Brig Rat: A prisoner or someone who is frequently in trouble.

Brig Step: A regular step as in marching but the distance between the front of one prisoner and the back of the one in front is reduced to about four inches so that they must all step together. It is a common method of controlling prisoners while moving them from place to place. It is an illegal step for anyone other than a prisoner.

Military Acronyms

Navy Acronyms

VERTREP - Vertical replenishment

VCNO - Vice Chief of Naval Operations

WSO - (Wizzo) Weapon system Operator

XO - eXecutive Officer

Naval Aviation Squadron Nicknames

Naval Aviation Squadron Nicknames

HS-7 - Helicopter Anti-Submarine Squadron 7: “Dusty Dogs” NAS Jacksonville, Florida

The Strange, Mysterious or Downright Weird

The Strange, Mysterious or Downright Weird

Mystery Of Hundreds Of Human Skeletons

British Guards in Roopkund, India, made a discovery in 1942, involving a frozen lake more than three miles above sea level. What made this discovery so unusual was that the lake was surrounded by hundreds of skeletons... human skeletons. When the ice melted during the summer, more remains were uncovered floating in the water and laying around the edges of the lake.

Because this was during World War II, some feared that the skeletons were of Japanese soldiers who had died while sneaking through India, causing the British government to send a team of investigators to determine the truth. Their fears of a Japanese land invasion were discovered to be unnecessary, though, when their examinations turned up evidence of the bones being much older.

After dubbing the lake “Skeleton Lake”, many theories to explain the phenomenon surfaced, including epidemic, landslide, and ritual suicide. These theories held sway for nearly six decades, without any real light upon the mystery.

It wouldn't be until 2004 that a scientific team in league with National Geographic Magazine retrieved about thirty skeletons, some with flesh and hair still attached. With these, they began to uncover the truth, and their answers startled them. For starters, all of the bodies dated to roughly 850 AD.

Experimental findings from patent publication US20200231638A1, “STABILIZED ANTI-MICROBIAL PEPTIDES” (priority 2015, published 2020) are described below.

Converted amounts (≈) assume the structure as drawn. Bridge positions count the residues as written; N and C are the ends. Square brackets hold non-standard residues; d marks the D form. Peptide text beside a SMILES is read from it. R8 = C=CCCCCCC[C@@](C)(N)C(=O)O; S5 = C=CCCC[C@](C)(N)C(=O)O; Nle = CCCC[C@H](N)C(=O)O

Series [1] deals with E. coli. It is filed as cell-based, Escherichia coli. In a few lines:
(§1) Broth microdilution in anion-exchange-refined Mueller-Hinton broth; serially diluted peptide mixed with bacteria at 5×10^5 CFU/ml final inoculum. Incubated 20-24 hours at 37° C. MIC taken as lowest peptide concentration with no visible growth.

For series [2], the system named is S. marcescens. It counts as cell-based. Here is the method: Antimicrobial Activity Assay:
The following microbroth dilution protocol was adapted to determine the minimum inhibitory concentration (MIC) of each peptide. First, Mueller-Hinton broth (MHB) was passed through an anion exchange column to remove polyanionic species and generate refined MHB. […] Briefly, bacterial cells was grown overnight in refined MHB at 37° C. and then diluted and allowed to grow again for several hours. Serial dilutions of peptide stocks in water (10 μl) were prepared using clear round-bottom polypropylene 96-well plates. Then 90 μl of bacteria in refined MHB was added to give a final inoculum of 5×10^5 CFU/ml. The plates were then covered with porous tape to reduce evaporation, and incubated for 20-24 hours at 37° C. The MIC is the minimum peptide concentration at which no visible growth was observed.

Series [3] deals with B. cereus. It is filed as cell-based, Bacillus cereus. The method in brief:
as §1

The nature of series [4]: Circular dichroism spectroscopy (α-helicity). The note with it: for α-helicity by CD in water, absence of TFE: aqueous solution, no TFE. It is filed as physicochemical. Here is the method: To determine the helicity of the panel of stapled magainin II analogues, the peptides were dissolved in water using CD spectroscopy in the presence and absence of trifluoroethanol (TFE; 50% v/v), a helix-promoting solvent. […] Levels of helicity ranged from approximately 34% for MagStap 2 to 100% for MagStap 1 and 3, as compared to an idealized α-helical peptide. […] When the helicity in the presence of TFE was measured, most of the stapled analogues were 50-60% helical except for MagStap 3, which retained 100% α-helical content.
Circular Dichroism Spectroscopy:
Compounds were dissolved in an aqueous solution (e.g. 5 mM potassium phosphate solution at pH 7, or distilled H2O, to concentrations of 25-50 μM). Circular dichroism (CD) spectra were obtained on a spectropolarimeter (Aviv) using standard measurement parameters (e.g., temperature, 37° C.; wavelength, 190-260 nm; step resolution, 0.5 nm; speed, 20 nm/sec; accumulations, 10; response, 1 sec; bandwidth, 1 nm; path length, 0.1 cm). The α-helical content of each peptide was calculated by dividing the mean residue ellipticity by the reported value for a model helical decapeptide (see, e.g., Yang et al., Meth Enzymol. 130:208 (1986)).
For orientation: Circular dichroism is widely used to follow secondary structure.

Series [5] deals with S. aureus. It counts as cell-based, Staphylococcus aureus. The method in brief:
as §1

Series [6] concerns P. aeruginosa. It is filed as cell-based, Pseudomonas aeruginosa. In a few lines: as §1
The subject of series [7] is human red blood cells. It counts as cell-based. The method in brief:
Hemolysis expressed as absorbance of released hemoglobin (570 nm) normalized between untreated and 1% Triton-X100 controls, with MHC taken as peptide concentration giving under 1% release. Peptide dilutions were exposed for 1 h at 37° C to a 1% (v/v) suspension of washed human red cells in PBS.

Two distinct groups of people emerged from the DNA evidence: one of a family, tribe, or closely related individuals, and a smaller secondary group. Further analysis of the skulls showed that the people died from similar methods, irrespective of their stature or position... by blows to the head.

However, because of the cracks in the skulls, it was determined that these killing blows were caused not by weapons, but by something round. Further inspection of the head and shoulders provided proof that the blows came from above, leaving scientists to come to one singular unexpected conclusion: the hundreds of travelers died from an unexpected, freakish hailstorm.

While hail is rarely lethal, these ninth century travelers could not escape the sudden onslaught of these "rock-like spheres of ice" without shelter, which they lacked.

Mystery Of Hundreds Of Human Skeletons (Unbelievable Facts)


Super Bowl XXVII – Dallas Cowboys won 52–17 over the Buffalo Bills

Sports 1993 Wikipedia

World Series Champions: Toronto Blue Jays

Superbowl XXVII Champions: Dallas Cowboys

NBA Champions: Chicago Bulls

Stanley Cup Champs: Montreal Canadiens

U.S. Open Golf: Lee Janzen

U.S. Open Tennis (Men/Ladies): Pete Sampras / Steffi Graf

Wimbledon (Men/Women): Pete Sampras / Steffi Graf

NCAA Football Champions: Florida State

NCAA Basketball Champions: North Carolina

Kentucky Derby: Sea Hero

Image: Super Bowl XXVII – Dallas Cowboys won 52–17 over the Buffalo Bills (NFL)



● Nutella was invented during WWII, when an Italian pastry maker mixed hazelnuts into chocolate to extend his chocolate ration.

● Tsutomu Yamaguchi was in Hiroshima for work when the first A-bomb hit, made it home to Nagasaki for the second, and lived to be 93.

● A British man changed his name to Tim “Pppppppppprice” to make it harder for telemarketers to pronounce.

Answer to Last Week's Test

Who invented scissors?

Answer: Leonardo Da VinciWikipedia

Joke of the Day

A man was driving down the street in a sweat because he had a very important meeting and couldn't find a parking place. Looking up to heaven, he said, “Lord, take pity on me. If you find me a parking place, I will go to church every Sunday and quit drinking!” Just then, a parking place appeared - the closest one imaginable.

The man looked up again and said, “Never mind, I just found one.”